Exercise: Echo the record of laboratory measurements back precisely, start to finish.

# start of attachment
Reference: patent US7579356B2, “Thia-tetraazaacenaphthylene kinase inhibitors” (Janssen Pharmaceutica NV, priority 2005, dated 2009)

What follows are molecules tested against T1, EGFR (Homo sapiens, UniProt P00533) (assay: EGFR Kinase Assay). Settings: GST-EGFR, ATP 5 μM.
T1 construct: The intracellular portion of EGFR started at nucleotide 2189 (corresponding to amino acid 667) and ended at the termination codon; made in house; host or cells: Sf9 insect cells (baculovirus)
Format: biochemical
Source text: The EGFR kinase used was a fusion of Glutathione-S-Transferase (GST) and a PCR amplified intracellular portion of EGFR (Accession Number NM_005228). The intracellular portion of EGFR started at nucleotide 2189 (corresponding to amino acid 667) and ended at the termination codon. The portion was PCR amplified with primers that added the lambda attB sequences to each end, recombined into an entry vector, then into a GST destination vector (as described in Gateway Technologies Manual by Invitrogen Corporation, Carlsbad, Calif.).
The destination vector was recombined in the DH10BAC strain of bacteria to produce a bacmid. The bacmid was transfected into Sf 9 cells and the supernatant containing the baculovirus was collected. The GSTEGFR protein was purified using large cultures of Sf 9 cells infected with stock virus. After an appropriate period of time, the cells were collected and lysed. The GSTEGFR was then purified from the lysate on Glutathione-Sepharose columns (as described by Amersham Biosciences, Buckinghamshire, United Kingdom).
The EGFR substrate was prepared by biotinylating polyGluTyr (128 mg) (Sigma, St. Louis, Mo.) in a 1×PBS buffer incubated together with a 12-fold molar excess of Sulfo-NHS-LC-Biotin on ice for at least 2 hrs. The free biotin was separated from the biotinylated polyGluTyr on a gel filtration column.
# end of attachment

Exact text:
Reference: patent US7579356B2, “Thia-tetraazaacenaphthylene kinase inhibitors” (Janssen Pharmaceutica NV, priority 2005, dated 2009)

What follows are molecules tested against T1, EGFR (Homo sapiens, UniProt P00533) (assay: EGFR Kinase Assay). Settings: GST-EGFR, ATP 5 μM.
T1 construct: The intracellular portion of EGFR started at nucleotide 2189 (corresponding to amino acid 667) and ended at the termination codon; made in house; host or cells: Sf9 insect cells (baculovirus)
Format: biochemical
Source text: The EGFR kinase used was a fusion of Glutathione-S-Transferase (GST) and a PCR amplified intracellular portion of EGFR (Accession Number NM_005228). The intracellular portion of EGFR started at nucleotide 2189 (corresponding to amino acid 667) and ended at the termination codon. The portion was PCR amplified with primers that added the lambda attB sequences to each end, recombined into an entry vector, then into a GST destination vector (as described in Gateway Technologies Manual by Invitrogen Corporation, Carlsbad, Calif.).
The destination vector was recombined in the DH10BAC strain of bacteria to produce a bacmid. The bacmid was transfected into Sf 9 cells and the supernatant containing the baculovirus was collected. The GSTEGFR protein was purified using large cultures of Sf 9 cells infected with stock virus. After an appropriate period of time, the cells were collected and lysed. The GSTEGFR was then purified from the lysate on Glutathione-Sepharose columns (as described by Amersham Biosciences, Buckinghamshire, United Kingdom).
The EGFR substrate was prepared by biotinylating polyGluTyr (128 mg) (Sigma, St. Louis, Mo.) in a 1×PBS buffer incubated together with a 12-fold molar excess of Sulfo-NHS-LC-Biotin on ice for at least 2 hrs. The free biotin was separated from the biotinylated polyGluTyr on a gel filtration column.